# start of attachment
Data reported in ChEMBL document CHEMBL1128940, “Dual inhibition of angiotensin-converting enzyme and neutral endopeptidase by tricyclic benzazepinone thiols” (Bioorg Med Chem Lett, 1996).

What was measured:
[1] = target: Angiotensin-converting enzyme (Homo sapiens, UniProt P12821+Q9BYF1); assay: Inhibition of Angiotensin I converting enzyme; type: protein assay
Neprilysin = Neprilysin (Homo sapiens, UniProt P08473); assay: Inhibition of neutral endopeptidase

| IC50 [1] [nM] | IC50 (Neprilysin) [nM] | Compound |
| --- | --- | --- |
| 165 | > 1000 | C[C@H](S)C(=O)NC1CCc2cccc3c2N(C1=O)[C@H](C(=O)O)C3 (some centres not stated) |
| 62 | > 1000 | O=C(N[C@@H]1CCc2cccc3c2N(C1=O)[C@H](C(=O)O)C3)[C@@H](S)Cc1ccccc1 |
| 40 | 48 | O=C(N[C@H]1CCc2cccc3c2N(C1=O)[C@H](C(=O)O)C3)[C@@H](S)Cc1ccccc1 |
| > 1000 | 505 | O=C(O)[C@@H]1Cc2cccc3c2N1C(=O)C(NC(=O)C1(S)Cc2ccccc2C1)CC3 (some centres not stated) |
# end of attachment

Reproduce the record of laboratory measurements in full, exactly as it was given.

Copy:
Data reported in ChEMBL document CHEMBL1128940, “Dual inhibition of angiotensin-converting enzyme and neutral endopeptidase by tricyclic benzazepinone thiols” (Bioorg Med Chem Lett, 1996).

What was measured:
[1] = target: Angiotensin-converting enzyme (Homo sapiens, UniProt P12821+Q9BYF1); assay: Inhibition of Angiotensin I converting enzyme; type: protein assay
Neprilysin = Neprilysin (Homo sapiens, UniProt P08473); assay: Inhibition of neutral endopeptidase

| IC50 [1] [nM] | IC50 (Neprilysin) [nM] | Compound |
| --- | --- | --- |
| 165 | > 1000 | C[C@H](S)C(=O)NC1CCc2cccc3c2N(C1=O)[C@H](C(=O)O)C3 (some centres not stated) |
| 62 | > 1000 | O=C(N[C@@H]1CCc2cccc3c2N(C1=O)[C@H](C(=O)O)C3)[C@@H](S)Cc1ccccc1 |
| 40 | 48 | O=C(N[C@H]1CCc2cccc3c2N(C1=O)[C@H](C(=O)O)C3)[C@@H](S)Cc1ccccc1 |
| > 1000 | 505 | O=C(O)[C@@H]1Cc2cccc3c2N1C(=O)C(NC(=O)C1(S)Cc2ccccc2C1)CC3 (some centres not stated) |